Rinsho Shinkeigaku (Clinical Neurology)

Case Report

A case of epilepsy induced by eating or by visual stimuli of food made of minced meat

Naoya Mimura, M.D.1), Takeshi Inoue, M.D.1), Akihiro Shimotake, M.D., Ph.D.2), Riki Matsumoto, M.D., Ph.D.1), Akio Ikeda, M.D., Ph.D.2) and Ryosuke Takahashi, M.D., Ph.D.1)

1)Department of Neurology, Kyoto University Graduate School of Medicine
2)Department of Epilepsy, Movement Disorders and Physiology, Kyoto University Graduate School of Medicine

We report a 34-year-old woman with eating epilepsy induced not only by eating but also seeing foods made of minced meat. In her early 20s of age, she started having simple partial seizures (SPS) as flashback and epigastric discomfort induced by particular foods. When she was 33 years old, she developed SPS, followed by secondarily generalized tonicclonic seizure (sGTCS) provoked by eating a hot dog, and 6 months later, only seeing the video of dumpling. We performed video electroencephalogram (EEG) monitoring while she was seeing the video of soup dumpling, which most likely caused sGTCS. Ictal EEG showed rhythmic theta activity in the left frontal to mid-temporal area, followed by generalized seizure pattern. In this patient, seizures were provoked not only by eating particular foods but also by seeing these. This suggests a form of epilepsy involving visual stimuli.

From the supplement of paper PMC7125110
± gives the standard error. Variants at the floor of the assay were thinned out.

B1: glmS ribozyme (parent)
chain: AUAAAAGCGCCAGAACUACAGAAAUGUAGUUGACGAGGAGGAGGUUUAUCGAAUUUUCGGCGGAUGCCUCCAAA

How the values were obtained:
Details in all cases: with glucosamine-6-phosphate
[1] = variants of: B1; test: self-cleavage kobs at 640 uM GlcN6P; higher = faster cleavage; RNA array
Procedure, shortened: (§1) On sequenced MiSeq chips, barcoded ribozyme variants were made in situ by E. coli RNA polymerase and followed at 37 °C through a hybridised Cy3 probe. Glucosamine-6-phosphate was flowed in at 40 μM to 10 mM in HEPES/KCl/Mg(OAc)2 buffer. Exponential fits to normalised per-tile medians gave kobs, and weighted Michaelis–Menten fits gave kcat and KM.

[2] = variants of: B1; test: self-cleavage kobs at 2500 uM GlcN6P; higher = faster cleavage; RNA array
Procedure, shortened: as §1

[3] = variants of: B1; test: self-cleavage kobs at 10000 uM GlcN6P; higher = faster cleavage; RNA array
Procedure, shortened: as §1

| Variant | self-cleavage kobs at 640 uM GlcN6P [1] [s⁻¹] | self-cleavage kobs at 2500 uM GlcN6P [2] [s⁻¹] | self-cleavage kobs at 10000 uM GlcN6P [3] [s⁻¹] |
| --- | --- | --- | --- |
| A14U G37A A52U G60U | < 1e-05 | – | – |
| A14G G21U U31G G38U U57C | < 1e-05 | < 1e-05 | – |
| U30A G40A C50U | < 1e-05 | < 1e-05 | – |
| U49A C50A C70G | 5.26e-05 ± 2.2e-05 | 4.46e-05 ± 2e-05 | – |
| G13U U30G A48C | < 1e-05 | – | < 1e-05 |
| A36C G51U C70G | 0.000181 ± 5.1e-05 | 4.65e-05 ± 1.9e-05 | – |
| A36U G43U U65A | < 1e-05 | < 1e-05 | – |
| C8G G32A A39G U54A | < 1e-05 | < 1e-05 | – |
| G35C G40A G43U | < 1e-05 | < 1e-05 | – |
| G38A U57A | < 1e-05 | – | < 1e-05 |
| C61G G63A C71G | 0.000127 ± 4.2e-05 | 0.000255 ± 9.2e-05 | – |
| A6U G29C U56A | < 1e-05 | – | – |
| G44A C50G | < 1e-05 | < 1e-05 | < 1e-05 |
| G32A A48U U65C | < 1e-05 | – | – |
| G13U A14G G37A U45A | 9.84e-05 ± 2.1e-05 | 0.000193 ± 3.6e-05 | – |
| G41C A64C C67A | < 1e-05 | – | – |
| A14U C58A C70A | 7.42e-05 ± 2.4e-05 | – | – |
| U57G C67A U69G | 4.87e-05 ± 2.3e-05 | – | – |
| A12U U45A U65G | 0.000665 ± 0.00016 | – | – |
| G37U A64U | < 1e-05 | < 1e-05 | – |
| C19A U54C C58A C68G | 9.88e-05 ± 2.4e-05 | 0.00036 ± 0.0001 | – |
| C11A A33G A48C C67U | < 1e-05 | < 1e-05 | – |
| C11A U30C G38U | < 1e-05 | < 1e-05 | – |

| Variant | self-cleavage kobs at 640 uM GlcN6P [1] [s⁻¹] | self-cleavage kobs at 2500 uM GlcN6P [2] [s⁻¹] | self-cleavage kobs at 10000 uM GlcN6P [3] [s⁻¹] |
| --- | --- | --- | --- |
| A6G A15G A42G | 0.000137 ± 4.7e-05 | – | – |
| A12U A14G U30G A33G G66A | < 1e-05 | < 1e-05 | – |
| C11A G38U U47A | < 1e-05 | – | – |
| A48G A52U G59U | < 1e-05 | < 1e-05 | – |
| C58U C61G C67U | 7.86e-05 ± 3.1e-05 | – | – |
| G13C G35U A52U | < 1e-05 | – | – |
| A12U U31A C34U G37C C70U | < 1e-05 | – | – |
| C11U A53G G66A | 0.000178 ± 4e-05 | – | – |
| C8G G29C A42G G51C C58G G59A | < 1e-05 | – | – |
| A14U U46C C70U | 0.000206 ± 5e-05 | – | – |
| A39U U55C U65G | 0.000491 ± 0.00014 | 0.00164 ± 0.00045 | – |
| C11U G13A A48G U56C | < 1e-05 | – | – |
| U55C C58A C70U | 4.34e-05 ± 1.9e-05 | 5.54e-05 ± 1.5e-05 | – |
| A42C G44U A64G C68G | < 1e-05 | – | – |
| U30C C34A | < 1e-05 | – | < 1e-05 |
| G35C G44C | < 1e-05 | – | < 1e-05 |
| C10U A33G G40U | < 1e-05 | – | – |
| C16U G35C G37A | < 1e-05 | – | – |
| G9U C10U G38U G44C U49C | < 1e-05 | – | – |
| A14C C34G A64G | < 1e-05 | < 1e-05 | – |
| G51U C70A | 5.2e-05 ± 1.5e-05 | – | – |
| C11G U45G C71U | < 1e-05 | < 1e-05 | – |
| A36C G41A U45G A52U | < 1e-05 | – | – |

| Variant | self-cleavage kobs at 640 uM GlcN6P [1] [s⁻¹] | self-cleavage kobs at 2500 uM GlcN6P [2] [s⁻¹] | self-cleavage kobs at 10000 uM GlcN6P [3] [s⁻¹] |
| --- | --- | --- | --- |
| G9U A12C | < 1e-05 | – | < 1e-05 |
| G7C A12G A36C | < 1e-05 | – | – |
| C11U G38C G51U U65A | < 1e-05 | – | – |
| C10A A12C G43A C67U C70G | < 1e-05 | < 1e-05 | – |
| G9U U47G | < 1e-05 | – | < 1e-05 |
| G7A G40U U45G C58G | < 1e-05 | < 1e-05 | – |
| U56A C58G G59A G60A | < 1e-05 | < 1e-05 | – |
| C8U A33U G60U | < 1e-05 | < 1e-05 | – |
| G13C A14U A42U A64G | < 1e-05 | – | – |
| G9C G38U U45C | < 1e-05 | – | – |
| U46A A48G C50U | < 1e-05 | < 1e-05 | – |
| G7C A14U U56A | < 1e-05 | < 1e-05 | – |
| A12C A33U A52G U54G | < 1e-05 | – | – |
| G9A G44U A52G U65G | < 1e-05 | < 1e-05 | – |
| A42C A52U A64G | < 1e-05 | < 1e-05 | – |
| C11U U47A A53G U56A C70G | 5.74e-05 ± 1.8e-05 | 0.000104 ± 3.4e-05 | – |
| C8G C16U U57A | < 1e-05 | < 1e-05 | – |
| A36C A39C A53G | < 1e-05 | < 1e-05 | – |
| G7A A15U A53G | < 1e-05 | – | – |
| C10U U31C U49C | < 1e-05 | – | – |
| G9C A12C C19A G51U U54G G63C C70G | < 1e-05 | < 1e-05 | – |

Full Text of this Article in Japanese PDF (1807K)

(CLINICA NEUROL, 57: 430|435, 2017)
key words: eating epilepsy, reflex epilepsy, system epilepsy, visual stimuli, déjà vu

(Received: 14-Feb-17)